The Complete Organized Crime Database on the Americas
Homicides in Colombia have fallen more than nine percent in the last year continuing a national long term trend, but fluctuations in the murder rates in certain regions highlight the continuing violent impact of organized crime turf wars.
After a two decade long hiatus, gang truces are back in vogue in the Americas. Very generally, truces usually include negotiations and pacts intended to bring about an end to violence. They are typically brokered by an eclectic cast of characters -- from government officials and aid workers to faith-based groups and active and ex-gang members. And while truces are generating considerable attention in the global media, the evidence base about what they really accomplish is surprisingly thin.
Authorities in Spain have charged 167 people from 15 countries for their alleged roles in a drug trafficking network, offering insight into the high levels of sophistication and transnational reach of criminal groups moving drugs from South America to Europe.
Twenty years ago, on December 2, 1993, Pablo Escobar, the pioneer of Colombia's cocaine trade, was killed on a rooftop in his native Medellin by police. His death signaled the end of one era of drug trafficking and the birth of another, as the drug trade continued apace, with Medellin still at its heart.
The US government estimates that heroin production has sharply declined in Colombia over the past decade, yet the United Nations claims the country remains the primary supplier of the drug for the US market. So which is it?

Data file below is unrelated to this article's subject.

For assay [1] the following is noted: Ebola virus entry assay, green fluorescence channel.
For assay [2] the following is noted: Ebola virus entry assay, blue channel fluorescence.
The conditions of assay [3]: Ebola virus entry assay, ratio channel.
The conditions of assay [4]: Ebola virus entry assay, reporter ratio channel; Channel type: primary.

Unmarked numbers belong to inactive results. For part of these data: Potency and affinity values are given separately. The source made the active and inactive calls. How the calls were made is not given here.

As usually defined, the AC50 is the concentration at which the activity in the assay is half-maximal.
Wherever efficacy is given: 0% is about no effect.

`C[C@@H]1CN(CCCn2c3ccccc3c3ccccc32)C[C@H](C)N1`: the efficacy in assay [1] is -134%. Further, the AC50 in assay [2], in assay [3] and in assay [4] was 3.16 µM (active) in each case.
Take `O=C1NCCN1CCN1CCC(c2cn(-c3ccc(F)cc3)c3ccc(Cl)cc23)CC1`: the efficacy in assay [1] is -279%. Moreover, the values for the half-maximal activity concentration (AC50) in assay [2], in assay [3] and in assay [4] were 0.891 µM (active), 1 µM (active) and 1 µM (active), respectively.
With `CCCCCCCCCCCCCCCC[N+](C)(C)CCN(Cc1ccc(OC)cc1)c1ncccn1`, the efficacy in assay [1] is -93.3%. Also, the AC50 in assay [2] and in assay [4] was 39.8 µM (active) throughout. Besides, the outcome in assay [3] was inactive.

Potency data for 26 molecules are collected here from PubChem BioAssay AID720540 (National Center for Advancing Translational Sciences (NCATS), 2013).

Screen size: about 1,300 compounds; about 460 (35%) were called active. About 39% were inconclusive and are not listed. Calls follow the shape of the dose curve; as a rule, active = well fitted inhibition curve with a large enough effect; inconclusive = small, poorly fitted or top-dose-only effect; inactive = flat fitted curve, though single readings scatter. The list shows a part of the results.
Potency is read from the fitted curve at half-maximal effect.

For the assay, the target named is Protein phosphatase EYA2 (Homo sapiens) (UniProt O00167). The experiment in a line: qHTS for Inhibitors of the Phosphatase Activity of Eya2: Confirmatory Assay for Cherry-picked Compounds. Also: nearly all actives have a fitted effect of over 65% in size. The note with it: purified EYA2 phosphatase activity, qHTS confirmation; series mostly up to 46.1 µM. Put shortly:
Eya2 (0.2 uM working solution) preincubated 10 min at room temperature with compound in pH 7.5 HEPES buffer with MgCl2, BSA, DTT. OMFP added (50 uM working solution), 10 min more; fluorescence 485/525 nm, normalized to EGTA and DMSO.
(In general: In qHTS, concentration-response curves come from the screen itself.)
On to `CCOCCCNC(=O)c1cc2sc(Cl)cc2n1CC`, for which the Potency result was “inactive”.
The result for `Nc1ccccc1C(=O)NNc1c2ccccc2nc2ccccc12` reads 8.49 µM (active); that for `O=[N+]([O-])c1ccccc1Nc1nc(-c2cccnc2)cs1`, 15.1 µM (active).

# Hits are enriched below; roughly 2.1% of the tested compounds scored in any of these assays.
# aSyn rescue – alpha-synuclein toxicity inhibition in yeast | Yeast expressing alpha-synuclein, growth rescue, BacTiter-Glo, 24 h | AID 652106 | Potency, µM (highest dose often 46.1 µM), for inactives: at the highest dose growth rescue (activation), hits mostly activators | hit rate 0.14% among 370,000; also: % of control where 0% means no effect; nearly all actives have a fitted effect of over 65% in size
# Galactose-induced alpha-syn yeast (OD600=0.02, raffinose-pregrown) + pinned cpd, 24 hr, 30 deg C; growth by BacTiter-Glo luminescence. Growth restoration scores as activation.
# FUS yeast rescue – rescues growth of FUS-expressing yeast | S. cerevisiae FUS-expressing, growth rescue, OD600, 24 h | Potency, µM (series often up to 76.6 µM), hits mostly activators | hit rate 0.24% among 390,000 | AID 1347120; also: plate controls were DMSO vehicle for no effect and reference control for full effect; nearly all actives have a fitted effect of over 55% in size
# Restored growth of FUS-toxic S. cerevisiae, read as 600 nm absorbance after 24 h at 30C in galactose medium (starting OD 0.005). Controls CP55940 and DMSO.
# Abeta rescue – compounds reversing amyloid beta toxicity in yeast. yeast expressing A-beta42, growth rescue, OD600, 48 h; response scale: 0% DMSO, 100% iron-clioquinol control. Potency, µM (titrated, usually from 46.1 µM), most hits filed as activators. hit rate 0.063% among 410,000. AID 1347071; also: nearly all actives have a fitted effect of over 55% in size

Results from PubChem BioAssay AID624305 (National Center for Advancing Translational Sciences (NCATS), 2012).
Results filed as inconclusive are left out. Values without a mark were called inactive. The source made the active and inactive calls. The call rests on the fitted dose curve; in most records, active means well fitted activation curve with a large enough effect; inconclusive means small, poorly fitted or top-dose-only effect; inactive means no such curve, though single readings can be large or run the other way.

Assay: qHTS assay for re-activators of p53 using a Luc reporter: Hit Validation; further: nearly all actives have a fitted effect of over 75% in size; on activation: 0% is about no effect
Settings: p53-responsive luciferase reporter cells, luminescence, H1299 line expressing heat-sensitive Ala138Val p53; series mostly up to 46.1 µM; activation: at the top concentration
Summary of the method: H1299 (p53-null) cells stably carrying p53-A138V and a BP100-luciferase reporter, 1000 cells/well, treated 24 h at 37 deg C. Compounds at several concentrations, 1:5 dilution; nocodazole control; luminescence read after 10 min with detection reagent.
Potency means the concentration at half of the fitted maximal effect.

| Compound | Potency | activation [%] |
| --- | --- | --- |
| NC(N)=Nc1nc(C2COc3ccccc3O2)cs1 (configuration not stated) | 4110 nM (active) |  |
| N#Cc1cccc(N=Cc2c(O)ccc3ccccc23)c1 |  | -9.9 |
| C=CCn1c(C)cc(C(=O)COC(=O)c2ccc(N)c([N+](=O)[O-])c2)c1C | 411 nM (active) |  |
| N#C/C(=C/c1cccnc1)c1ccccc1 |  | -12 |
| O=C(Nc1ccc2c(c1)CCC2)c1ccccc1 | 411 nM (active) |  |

Peace talks between the FARC guerrillas and the Colombian government have turned to the issue of drug trafficking, representing a historic opportunity to tackle the illegal narcotics trade, although one fraught with obstacles to both striking and implementing an agreement.
The trial has begun for 45 members of a drug money laundering network operating in Spain alleged to have provided funding for Colombia's FARC guerrillas, raising questions over the extent of the group's European links.
Experts have revealed the extent of illegal wildlife trafficking in Colombia, highlighting an underreported but lucrative income source for criminal organizations, only exceeded by drugs, arms and human trafficking.
Nicaragua has authorized the militaries of the United States and Russia to undertake drug interdiction in Caribbean waters successfully claimed from Colombia in the International Court of Justice last year, in a move likely spurred by political motivations.
Authorities in Colombia have seized 34,000 gallons of contraband fuel and arrested 30 suspects, in a series of operations highlighting the extent of a lucrative illicit trade fed largely by illegal Venezuelan imports.